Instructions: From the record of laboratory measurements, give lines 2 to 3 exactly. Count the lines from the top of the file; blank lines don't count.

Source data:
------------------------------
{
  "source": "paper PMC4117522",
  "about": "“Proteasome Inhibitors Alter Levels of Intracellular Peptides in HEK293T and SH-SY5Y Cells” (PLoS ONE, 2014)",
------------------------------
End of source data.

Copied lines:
  "source": "paper PMC4117522",
  "about": "“Proteasome Inhibitors Alter Levels of Intracellular Peptides in HEK293T and SH-SY5Y Cells” (PLoS ONE, 2014)",